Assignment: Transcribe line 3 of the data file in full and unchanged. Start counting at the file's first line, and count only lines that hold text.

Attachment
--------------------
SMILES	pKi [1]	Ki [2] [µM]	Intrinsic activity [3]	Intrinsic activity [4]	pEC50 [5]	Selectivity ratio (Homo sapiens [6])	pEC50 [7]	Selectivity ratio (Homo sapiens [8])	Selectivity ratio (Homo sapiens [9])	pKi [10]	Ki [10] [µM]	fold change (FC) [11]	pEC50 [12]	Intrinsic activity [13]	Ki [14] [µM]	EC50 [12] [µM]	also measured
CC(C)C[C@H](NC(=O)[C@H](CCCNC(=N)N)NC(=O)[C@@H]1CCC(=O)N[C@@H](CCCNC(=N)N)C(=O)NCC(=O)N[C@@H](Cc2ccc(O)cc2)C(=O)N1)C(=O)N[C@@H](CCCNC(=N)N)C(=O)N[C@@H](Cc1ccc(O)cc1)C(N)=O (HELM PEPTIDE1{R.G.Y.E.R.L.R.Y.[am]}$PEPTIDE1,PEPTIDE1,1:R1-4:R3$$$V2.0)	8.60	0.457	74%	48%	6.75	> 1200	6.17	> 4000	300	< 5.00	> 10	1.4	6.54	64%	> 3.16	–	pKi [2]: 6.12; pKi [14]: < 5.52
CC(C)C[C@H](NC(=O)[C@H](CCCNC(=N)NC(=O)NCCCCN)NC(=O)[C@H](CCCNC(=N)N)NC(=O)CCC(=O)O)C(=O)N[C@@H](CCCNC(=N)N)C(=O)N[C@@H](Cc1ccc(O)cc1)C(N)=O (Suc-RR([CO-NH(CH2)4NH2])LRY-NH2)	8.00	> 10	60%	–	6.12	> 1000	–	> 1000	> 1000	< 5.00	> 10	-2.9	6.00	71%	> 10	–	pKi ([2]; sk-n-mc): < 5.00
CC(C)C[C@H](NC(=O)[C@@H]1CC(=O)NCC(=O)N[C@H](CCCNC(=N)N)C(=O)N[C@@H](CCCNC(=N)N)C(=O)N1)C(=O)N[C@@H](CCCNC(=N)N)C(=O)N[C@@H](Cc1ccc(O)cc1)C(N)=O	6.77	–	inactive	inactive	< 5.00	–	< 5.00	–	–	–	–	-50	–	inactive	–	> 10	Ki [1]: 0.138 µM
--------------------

CC(C)C[C@H](NC(=O)[C@H](CCCNC(=N)NC(=O)NCCCCN)NC(=O)[C@H](CCCNC(=N)N)NC(=O)CCC(=O)O)C(=O)N[C@@H](CCCNC(=N)N)C(=O)N[C@@H](Cc1ccc(O)cc1)C(N)=O (Suc-RR([CO-NH(CH2)4NH2])LRY-NH2)	8.00	> 10	60%	–	6.12	> 1000	–	> 1000	> 1000	< 5.00	> 10	-2.9	6.00	71%	> 10	–	pKi ([2]; sk-n-mc): < 5.00